3. Take the entire journey — When you get right down to it, entering into the human experience from conception to birth to adolescence to manhood does start to make a lot of sense.   The “how” of conception must by definition be consigned to the realm of mystery, though.  But compared to other options, it satisfies the need to empathize fully (“…tempted in all points as we, yet without sin…”) with greater disruption to the natural order of things here (i.e.  people don’t usually ‘beam down’ on a regular basis.)

So ultimately we haven’t made the kind of progress the skeptical mind would like to see.  We still begin with two propositions; (1) that God exists and, (2) that He desires the full IMAX experience of what it is to be one of His created.   Then, on top of the two propositions, we have to relegate the full “how” to mystery.

But this is indeed the premise on which our faith as Christians is based.   And this is the faith that has survived all manner of attempts to shut it down.   Throughout history, from the time Christianity began to as recent — I’m sure — as last week, people have been willing to die for belief in a creator God who enters fully into the experience of HIs creations.

But he doesn’t just show up.    He comes “in the fullness of time.”  Timing is everything.   The prophets give the heads-up that it’s going to happen, though no individual prophet has all the puzzle pieces.   While here, He plays by most of our rules — which are actually His rules, His design — but offers a glimpse into greater power.

A party trick with some washing water that becomes wine starts things off rather innocently.    But there is a wisdom in this rabbi’s teaching that transcends anything the people have heard before.    Then there are the healings.   Reports of the raising of the dead begin innocently, too; you can think Jarius’ daughter was only sleeping, but then what do you do with Lazarus, dead four days?   But then He, Himself beats death itself.

In the end, His identity can’t be hidden any longer.    From age 0 – 30 he did his best to ‘blend,’ but then for three years, His identity becomes less and less veiled.   And finally…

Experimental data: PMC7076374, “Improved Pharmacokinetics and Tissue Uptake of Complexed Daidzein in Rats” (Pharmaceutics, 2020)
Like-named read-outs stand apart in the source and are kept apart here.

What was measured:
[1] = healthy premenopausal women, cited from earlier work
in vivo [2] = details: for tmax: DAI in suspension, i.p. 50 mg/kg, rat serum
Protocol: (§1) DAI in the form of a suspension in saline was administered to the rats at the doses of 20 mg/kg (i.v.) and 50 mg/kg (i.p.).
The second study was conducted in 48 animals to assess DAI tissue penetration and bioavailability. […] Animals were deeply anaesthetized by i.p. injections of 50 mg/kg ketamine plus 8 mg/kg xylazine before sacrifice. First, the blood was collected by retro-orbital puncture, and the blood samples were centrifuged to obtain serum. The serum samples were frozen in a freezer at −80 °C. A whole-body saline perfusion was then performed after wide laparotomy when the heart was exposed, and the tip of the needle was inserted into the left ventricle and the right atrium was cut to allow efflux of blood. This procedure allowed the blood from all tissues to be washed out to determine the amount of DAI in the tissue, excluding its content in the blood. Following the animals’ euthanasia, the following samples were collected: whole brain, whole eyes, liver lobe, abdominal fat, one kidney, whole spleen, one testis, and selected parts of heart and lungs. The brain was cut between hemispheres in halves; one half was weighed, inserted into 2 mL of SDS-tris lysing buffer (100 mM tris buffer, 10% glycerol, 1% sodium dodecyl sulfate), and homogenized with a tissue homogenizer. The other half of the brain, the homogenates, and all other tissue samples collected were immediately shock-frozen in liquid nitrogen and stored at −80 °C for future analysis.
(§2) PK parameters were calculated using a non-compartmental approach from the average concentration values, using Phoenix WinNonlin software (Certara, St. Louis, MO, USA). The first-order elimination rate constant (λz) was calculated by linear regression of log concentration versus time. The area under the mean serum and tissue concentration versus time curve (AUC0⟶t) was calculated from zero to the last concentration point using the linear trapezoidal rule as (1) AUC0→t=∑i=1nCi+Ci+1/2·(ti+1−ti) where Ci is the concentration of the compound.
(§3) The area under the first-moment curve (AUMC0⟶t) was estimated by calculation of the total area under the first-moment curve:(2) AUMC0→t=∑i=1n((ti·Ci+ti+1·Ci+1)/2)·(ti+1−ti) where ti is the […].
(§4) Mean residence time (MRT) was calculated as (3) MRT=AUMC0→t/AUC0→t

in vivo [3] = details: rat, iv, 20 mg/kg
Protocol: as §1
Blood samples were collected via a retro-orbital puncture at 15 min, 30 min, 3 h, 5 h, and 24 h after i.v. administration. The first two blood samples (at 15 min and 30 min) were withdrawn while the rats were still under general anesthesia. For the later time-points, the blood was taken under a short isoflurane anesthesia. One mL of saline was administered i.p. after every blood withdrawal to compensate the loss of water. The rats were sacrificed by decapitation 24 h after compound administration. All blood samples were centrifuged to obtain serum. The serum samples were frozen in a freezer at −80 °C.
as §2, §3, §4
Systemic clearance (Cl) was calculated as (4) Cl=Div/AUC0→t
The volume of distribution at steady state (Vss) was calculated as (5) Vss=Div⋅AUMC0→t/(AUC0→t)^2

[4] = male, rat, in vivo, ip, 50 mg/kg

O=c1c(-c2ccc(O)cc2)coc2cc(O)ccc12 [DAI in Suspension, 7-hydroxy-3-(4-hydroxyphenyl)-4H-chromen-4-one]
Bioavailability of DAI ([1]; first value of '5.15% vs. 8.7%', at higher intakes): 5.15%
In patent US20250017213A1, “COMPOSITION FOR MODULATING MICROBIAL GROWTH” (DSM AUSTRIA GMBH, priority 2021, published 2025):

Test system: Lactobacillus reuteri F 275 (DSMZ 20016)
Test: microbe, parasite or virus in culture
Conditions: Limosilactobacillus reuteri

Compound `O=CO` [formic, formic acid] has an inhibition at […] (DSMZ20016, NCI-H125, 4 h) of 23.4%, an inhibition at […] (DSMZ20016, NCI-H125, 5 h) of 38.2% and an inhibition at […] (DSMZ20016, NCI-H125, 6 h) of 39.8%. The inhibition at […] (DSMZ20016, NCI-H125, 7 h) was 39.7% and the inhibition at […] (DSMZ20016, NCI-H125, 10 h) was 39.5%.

Finally…the God who didn’t just ‘beam down,’ does, in fact, ‘beam up.’

To be continued…

More on this tomorrow, but with a twist… you’ll be directed to click to another blog to continue this topic…

June 12, 2009

Apologetics in a Box

Filed under: Christian, Faith — Tags: , , , , , , , , , , , — paulthinkingoutloud @ 4:31 pm

apologeticsSo there I was, a young, zealous Christian guy in my 20s, flying back from two weeks immersion in Christian community in southern California.    He was a French scientist, en route from Los Angeles to Toronto.

I shared a little bit of what had driven me to spend two weeks in Orange County, and then decided to probe him about his faith.   Eventually the conversation rolled around to evolution, which he said he believed in.

So of course, I started to unpack my reasons why evolution can’t possibly be true, and number two on my list was the Law of Entropy, which states that things tend to break down in complexity not increase in complexity. Devolution, not evolution.

That’s when he interrupted me and said there was a flaw in my logic.   I was taking the Second Law of Thermodynamics and applying it to a life science.   “You can’t do that;” he said.

Oh.   How come nobody mentioned this issue before?

I mention this story because I know a young guy who is, figuratively speaking, on his own flight from L.A.    He’s encountering people and ideas online that are, in one sense, like a breath of fresh air, but his box of apologetics is too neat, too ordered, too unchallenged to accommodate these recent objections.

So the atheists, agnostics, and followers of New Thought, while they have not won the war, are certainly winning the battle.

It’s a confusing time.

I’ve decided I can’t win those arguments.   I know people who can hold their own in discussions of science and faith, but I have to content myself that knowing the God who is revealed in Jesus Christ is sufficient.   I can trust that he’s got it all worked out.    What I can do is communicate the reality of the faith I experience.  And once in awhile, I can articulate the way out of an argument trap, simply because I know God’s got it all sorted.

I wonder what might have happened if I’d asked the scientist, “Where do you think ‘love’ came from?”  “What is your view on why we are here?”  “Do you believe that humans are endowed with a soul?”  “What do you think of Jesus?”

Instead, I, an arts major, tried to debate thermodynamics with a French scientist.    It’s laughable, really.

Anyway, pray for my young friend.   I don’t know him well, but I know his family and I know they’re trusting God that the present season of doubt and uncertainty will not last long.

And pray that he encounters someone whose faith is robust enough to withstand the challenges to faith that happen to us all.    Maybe I’m that person.  Maybe you’re that person.

The comic is from Back on Earth, which began online in January, has posted 40 episodes so far, and is, well, certainly one my more interesting online finds!

Related reading:  The Changing Face of Apologetics — An interview with Lee Strobel at Christianity Today Online.